As former Director for Riverside Foundation for Healthcare, in charge of raising funds for La Verendrye Hospital, Rainycrest Long Term Care Home, Emo Healthcare Facilities, and Rainy River Healthcare Facilities, Manty learned how to organize fundraising events on a tight budget, a skill that she believes will be helpful in her new role at the Museum.

“That was a big, big job, doing all the fundraising alongside with the special events committee, who were all volunteers, but really working hard to be able to make money for a good cause without having to spend a lot of money,” she said.

Manty believes that her experience building relationships with many community partners will be put to good use for the Museum.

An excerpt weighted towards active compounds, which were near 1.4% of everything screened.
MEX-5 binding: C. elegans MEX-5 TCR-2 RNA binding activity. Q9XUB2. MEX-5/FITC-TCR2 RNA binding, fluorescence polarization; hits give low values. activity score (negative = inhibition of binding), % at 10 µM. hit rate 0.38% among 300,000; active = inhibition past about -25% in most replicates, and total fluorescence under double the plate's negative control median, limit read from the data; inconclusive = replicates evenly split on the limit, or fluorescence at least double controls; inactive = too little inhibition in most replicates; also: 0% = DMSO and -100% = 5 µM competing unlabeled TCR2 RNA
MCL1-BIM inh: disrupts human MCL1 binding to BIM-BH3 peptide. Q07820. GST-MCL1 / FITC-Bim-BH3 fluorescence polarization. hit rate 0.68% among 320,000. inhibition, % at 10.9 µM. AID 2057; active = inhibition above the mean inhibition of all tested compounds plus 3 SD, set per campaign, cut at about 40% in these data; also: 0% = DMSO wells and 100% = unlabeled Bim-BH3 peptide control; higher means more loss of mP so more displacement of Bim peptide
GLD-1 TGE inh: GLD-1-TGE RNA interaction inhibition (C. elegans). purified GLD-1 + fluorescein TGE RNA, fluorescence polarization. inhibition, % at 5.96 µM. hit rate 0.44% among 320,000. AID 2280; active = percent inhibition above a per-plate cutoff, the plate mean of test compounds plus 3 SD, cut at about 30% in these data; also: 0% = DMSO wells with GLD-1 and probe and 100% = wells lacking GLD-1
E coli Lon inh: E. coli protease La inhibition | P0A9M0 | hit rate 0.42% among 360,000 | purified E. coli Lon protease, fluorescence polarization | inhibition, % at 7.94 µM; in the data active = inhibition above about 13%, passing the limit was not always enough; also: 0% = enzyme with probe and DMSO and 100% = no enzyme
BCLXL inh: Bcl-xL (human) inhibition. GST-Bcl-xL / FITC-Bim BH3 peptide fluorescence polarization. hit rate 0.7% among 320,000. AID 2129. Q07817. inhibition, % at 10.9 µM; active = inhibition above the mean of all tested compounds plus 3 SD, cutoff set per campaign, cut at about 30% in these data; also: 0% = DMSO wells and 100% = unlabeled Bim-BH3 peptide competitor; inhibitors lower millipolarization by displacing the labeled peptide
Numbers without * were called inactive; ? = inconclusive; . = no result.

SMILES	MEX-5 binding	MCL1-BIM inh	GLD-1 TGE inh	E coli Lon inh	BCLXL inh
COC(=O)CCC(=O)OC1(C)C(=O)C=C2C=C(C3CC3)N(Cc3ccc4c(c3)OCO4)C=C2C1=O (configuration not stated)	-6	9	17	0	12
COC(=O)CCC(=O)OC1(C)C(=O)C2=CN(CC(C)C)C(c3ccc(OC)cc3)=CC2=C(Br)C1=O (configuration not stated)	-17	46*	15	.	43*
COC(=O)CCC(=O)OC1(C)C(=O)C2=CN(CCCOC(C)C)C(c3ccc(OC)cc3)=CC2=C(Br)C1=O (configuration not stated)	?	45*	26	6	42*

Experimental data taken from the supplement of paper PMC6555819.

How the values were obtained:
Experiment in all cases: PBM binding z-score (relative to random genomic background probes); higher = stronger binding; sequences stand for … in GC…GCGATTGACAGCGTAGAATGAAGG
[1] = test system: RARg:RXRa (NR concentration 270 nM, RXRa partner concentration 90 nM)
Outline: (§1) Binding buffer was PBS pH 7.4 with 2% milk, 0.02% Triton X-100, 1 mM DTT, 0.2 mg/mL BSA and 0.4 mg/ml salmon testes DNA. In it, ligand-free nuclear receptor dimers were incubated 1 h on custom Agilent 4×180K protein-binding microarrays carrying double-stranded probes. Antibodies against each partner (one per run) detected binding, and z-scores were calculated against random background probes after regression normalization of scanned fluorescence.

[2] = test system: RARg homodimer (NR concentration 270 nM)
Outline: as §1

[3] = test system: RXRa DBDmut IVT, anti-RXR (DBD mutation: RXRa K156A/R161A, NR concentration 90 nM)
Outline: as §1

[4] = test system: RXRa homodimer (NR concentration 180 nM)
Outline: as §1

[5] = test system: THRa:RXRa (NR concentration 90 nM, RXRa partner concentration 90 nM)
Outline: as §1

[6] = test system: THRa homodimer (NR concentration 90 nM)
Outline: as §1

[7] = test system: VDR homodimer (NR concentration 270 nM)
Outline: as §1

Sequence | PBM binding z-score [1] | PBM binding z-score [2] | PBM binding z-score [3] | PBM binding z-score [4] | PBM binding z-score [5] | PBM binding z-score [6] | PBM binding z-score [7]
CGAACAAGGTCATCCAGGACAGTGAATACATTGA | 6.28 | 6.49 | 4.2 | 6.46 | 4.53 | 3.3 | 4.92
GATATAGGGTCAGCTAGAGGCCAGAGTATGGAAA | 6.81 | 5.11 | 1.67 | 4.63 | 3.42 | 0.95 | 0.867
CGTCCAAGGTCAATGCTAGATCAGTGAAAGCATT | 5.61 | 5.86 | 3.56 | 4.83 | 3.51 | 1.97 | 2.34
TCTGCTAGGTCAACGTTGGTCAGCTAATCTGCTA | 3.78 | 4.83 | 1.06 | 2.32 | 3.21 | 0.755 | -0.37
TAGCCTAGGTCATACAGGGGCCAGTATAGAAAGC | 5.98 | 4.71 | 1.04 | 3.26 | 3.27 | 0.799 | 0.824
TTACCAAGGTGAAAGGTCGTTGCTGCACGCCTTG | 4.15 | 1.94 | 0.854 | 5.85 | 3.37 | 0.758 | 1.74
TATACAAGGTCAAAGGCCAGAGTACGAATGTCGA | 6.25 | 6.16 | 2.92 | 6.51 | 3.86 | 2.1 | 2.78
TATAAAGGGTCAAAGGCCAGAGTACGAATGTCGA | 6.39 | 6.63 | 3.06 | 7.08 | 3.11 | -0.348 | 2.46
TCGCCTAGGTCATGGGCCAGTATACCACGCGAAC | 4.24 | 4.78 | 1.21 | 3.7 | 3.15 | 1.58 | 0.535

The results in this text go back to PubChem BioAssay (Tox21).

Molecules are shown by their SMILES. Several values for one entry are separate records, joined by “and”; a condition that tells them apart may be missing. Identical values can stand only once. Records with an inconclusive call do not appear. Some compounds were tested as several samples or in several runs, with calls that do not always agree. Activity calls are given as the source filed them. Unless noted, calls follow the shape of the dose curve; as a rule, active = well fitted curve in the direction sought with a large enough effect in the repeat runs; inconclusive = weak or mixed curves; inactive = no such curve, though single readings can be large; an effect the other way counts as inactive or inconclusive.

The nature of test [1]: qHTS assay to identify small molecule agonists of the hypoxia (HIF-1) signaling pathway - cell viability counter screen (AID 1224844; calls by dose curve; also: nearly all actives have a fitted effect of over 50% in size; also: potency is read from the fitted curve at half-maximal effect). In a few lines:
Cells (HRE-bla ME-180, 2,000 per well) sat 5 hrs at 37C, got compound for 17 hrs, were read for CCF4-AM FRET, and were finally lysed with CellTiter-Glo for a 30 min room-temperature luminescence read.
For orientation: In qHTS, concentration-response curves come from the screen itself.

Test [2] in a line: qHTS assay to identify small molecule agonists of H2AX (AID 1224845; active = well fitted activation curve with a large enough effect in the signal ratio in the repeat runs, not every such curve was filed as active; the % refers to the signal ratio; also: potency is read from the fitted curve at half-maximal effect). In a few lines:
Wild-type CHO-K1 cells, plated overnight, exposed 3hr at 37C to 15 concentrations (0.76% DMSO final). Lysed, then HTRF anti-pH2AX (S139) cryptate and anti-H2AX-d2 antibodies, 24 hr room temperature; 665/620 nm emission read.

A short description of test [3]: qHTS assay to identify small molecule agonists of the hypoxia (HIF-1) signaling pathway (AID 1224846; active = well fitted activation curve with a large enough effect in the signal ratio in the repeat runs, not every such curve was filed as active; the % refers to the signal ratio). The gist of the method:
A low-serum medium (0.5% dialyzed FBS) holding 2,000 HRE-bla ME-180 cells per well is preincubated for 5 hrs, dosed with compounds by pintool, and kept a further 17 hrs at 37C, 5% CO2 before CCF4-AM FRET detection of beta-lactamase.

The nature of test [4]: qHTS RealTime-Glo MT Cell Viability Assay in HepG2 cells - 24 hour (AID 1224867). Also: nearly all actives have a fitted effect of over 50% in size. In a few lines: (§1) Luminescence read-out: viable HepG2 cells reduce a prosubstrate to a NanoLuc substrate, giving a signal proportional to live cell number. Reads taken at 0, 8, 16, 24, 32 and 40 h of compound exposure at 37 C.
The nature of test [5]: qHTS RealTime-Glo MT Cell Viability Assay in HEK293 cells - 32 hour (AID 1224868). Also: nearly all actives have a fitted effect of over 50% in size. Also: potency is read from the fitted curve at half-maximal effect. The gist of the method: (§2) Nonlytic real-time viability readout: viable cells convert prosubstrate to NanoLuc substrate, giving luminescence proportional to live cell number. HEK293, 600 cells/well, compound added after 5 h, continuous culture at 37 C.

“I’m really excited about this new change being at the Museum, because I’m so so passionate about the Museum, about local history, and just trying to get more people in the doors and knowing what we’re about and all the wonderful things that the Museum has to offer. And I feel like my career choices and schooling have lined me up perfectly for this to be a good fit,” Manty said.

“I’m just really excited for the fact that I’m going to have time to be able to put together some really interesting and meaningful programming for the community, like I’m here for a marathon, not a race. And I’d really just like to be able to do all of these different skills that I’ve acquired.”

Manty said she is looking forward to providing diverse programming for different age groups throughout the entire year. Building on her love for planning big events, she said she is also excited to take on input from the community and put on new and old programming events at the Rainy Lake Square.